• rate this
    +2

    Comment number 332.

    "Mikon
    The man-made CO2 contribution to the atmosphere had NO measureable impact"

    OK, so what explains the 40% rise in CO2 levels over the past 150 years (higher than anytime in the past 1 million)? Clue: Burning fossil fuels and adding 2-3% more each year every year than the natural system can absorb roughly explains it, would you not think? If not where does it go?

  • rate this
    +1

    Comment number 331.

    If everyone moved to within the tropics, there would be far less need for heating.
    This would reduce the CO2 output from fuel used to warm our houses.

    I am willing to test this theory - if the UN will fund my new home in the Bahamas.

  • rate this
    +1

    Comment number 330.

    there is no Planet B.... we do need to track our footprints on this earth, and then we would know what is the destiny. Im sure no one can disagree with the changing patterns of climates everywhere on this earth

  • rate this
    +6

    Comment number 329.

    Amazing that people think the scientific method, which has been responsible for so many of mankind's greatest successes, somehow goes spectacularly wrong when we try to apply it to the Earth's climate system. The tactics of climate change deniers are almost identical to those of young-Earth creationists denying evolution.

  • rate this
    -1

    Comment number 328.

    A huge scam. Based on falsehoods and quasi religious bunk. Yet the politicians are skinning us to pay large sums of money to dictators who will pretend to reduce what does not need to be reduced or controlled. Very sad that some parts of the media are saying that the science is settled - a most unscientific standpoint.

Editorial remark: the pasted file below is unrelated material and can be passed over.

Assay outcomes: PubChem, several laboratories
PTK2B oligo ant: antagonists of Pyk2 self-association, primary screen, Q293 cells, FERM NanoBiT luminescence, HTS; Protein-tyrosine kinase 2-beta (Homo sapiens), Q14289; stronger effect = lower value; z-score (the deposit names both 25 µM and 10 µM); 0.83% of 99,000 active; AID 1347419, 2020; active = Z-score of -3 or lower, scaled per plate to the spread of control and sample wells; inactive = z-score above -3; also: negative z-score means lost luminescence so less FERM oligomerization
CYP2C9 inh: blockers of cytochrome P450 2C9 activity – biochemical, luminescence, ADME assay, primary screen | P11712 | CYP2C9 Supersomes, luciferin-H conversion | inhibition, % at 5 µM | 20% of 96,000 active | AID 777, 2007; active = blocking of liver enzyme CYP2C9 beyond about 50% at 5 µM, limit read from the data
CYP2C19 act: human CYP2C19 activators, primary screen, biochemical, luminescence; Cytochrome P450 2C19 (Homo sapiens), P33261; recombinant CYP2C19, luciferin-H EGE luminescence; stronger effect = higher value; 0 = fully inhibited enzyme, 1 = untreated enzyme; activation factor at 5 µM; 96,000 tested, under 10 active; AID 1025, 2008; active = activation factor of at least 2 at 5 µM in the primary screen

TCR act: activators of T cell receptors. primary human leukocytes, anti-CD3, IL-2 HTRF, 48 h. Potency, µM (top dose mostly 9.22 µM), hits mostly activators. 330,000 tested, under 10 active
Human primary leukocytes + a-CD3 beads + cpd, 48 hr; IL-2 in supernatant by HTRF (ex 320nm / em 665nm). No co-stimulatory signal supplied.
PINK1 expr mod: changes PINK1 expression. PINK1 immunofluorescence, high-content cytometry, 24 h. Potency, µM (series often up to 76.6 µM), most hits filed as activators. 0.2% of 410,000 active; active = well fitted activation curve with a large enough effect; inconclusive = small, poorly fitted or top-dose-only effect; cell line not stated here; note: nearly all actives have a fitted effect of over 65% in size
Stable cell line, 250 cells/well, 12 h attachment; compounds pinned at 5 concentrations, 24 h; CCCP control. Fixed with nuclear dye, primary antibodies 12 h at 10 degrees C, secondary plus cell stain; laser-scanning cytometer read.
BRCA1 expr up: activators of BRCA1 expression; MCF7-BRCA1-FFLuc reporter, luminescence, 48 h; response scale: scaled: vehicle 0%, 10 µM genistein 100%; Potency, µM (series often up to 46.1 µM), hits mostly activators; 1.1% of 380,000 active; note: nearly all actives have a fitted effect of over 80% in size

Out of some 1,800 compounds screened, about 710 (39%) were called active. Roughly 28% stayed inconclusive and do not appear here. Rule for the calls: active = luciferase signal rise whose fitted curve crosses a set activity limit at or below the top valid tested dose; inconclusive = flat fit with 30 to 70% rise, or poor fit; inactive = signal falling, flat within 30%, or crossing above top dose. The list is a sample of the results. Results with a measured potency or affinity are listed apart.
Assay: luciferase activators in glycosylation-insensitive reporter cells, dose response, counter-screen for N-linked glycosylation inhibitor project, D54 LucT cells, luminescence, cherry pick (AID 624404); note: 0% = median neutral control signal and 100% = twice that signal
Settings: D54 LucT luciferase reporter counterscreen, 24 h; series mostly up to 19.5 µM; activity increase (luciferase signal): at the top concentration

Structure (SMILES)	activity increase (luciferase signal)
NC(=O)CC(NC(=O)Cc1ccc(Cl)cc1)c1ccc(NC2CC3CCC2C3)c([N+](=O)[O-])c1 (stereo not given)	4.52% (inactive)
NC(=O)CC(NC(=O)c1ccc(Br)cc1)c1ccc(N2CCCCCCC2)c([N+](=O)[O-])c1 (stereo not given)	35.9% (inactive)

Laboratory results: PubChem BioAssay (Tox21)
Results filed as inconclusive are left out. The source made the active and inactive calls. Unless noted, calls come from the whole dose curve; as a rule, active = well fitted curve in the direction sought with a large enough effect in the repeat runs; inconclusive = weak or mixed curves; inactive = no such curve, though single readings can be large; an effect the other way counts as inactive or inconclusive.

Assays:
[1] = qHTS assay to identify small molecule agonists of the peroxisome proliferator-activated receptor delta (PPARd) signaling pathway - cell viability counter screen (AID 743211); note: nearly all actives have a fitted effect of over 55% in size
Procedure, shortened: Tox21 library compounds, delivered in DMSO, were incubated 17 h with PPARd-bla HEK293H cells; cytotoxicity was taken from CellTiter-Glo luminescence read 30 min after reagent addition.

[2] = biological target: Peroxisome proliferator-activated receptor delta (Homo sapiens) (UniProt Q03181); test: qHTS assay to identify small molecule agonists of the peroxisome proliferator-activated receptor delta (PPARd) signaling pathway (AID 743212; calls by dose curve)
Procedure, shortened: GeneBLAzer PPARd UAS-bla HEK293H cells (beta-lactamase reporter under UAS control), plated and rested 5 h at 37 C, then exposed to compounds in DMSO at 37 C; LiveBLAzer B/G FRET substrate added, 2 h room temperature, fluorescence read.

• rate this
    +2

    Comment number 327.

    So the rich countries have to compensate the poor ones. Since all we have is debt then logically we must be taking about countries like Saudi Arabia, India, Russia and China paying out? Oh no I thought not, Its us again as usual with the UN hand in our pocket.

  • rate this
    0

    Comment number 326.

    What am I missing?

    Average global temperatures are not rising, sea level rise is slowest in more than a century and extreme weather carries on as it always has while levels of CO2 have risen. All of this information is readily available in the public domain.

    Add to this that an unelected body of burecrats with a dodgy history of managing such schemes and I wounded how this is allowed to comtinue

  • rate this
    +4

    Comment number 325.

    "Spindoctor
    This is perpetuated by idiots with an agenda to increase taxes and to enslave the people"

    Please explain why environmentalists, the world's scientists and national science academies, 194 governments of left right and centre, most global companies, including oil and energy ones any many others would conspire to perpetuate such a fraud to raise taxes? They don't need an excuse!